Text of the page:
By Tobili Hatcher
On October 7th, the United States came together to watch the first and only Vice-Presidential Debate that took place in Kingsbury Hall in Salt Lake City, Utah. Many of us, myself included, didn’t know what to expect from Senator Kamala Harris of California and current Vice President, Michael Pence. After the shitshow that was the first Presidential Debate that took place a week prior, no one was quite sure what to expect. Would this be another screaming match between the two candidates? Or could the American people expect to be respected by the way in which Senator Harris and Vice President Pence would conduct themselves?
All of our questions and more were answered as we watched the debate, which was moderated by award-winning journalist and biographer Susan Page. Much to Wallace’s chagrin, Page made sure to start the debate by clearly stating how she was there to enforce the rules that were set forth by the Commission on Presidential Debates. Page worked very hard to ensure that the Vice-Presidential candidates were given equal time to speak and use their platforms to address the American people.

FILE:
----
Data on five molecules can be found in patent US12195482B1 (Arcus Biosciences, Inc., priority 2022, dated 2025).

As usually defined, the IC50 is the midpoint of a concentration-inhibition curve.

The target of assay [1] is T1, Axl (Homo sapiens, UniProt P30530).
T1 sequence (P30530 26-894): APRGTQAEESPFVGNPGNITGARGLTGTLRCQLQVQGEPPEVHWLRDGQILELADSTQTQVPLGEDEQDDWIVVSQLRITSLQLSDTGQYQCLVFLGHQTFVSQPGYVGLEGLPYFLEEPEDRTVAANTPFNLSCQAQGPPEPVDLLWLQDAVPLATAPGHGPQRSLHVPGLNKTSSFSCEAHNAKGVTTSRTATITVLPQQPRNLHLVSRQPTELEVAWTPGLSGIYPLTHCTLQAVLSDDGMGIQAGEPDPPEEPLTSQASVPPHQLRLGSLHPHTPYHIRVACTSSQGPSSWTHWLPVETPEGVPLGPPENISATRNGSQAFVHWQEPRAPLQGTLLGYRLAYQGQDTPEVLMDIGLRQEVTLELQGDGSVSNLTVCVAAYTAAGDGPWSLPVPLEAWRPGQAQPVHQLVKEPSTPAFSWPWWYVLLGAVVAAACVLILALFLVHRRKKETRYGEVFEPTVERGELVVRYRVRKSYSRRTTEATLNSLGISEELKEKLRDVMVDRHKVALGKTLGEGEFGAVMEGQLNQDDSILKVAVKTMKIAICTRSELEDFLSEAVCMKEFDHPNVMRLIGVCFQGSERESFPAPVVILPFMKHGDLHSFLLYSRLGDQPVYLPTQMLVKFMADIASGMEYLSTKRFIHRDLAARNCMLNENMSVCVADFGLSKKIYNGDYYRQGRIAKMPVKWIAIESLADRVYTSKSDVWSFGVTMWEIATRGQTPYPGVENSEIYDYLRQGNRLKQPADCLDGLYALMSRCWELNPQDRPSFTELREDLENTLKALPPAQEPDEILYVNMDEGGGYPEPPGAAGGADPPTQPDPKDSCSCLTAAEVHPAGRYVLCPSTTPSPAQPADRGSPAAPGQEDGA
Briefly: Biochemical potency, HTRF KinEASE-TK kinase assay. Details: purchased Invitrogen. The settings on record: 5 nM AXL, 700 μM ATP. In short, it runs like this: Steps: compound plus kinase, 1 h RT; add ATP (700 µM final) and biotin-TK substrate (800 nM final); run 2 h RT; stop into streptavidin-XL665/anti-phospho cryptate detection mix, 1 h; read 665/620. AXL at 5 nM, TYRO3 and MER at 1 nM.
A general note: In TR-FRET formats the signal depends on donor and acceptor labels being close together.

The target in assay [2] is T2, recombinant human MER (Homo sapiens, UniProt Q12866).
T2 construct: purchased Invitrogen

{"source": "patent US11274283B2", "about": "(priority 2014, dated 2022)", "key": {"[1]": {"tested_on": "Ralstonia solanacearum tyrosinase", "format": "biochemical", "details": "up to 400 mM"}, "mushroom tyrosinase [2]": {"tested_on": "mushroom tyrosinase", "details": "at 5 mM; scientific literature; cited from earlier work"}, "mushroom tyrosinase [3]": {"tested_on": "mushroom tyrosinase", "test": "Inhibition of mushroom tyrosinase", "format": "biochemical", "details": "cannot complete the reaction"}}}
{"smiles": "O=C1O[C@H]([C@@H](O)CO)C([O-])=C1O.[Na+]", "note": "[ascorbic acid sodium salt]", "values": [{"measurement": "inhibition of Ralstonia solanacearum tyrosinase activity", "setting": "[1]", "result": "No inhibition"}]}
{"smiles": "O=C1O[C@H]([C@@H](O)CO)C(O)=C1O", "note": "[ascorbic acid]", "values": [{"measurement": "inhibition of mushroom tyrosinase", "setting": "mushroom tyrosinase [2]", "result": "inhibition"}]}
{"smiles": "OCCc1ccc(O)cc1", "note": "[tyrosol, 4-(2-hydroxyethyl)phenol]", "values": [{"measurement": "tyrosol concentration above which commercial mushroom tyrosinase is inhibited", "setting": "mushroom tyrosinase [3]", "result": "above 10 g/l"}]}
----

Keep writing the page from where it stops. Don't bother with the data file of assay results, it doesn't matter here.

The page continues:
Even though there were some fierce exchanges and a few questions that were left unanswered by both candidates, I think I can speak for everyone when I say that the Vice-Presidential Debate was conducted in a much easier to watch than we came in thinking. This time around, the debate was more controlled and both candidates had roughly the same amount of time to argue their prepared talking points. In fact, according to CNN, the two candidates came within three seconds of each other, with Vice President Pence speaking for 36 minutes and 27 seconds and Senator Harris for 36 minutes and 24 seconds.
Over the course of the debate, Page questioned the two on topics such as the government’s response to the coronavirus pandemic, justice for Breonna Taylor, climate change, the economy and many more issues that are at the forefront of Americans’ minds as the 2020 Election is fast approaching. However, it didn’t take long for the niceties that both candidates displayed during the first two questions to quickly get thrown to the wayside; making room for a much more intense debate to ensue.
The intensity of the debate heated up quickly; in fact, as soon as the second exchange between the two candidates. After re-watching the debate in its entirety, I can now say that there was no mistake with the way in which Pence began to break the rules set forth by the Commission. Although the way in which Pence chose to cut off or interrupt Senator Harris wasn’t as loud or as crass; the style in which his boss prefers when speaking , it was very noticeable and distracting to hear his voice interject whenever Harris was given the opportunity to speak.